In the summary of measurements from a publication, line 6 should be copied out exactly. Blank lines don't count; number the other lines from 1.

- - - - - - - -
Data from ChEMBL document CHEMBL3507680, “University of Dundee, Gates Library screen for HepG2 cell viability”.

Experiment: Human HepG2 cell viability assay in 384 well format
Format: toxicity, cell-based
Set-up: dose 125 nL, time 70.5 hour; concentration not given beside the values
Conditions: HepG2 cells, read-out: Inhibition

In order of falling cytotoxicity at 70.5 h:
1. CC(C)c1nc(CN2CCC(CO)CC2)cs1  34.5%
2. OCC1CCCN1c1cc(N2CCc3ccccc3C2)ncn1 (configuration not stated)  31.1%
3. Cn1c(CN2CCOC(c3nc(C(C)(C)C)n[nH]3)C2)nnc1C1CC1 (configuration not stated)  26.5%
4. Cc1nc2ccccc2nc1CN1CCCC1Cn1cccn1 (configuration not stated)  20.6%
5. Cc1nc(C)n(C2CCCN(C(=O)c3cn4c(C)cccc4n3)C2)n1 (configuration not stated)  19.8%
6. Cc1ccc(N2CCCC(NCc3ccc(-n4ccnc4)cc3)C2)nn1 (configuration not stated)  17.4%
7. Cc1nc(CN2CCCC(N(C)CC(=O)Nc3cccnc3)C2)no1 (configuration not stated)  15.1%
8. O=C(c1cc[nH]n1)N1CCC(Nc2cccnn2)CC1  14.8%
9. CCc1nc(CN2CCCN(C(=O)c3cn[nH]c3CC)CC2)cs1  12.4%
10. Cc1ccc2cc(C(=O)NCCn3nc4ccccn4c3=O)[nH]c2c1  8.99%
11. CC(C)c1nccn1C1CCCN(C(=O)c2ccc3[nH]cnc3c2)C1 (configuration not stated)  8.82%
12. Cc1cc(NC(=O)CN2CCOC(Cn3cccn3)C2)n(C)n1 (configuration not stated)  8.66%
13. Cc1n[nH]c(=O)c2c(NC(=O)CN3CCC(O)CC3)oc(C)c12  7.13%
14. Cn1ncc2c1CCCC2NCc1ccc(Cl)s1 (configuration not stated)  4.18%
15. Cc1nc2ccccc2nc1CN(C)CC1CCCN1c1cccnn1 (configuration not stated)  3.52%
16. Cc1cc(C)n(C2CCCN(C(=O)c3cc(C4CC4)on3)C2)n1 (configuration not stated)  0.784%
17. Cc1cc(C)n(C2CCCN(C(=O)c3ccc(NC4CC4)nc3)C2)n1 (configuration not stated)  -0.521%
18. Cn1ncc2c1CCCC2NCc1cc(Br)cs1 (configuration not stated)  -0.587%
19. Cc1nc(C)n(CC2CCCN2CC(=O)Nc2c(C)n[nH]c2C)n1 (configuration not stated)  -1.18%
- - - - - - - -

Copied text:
In order of falling cytotoxicity at 70.5 h: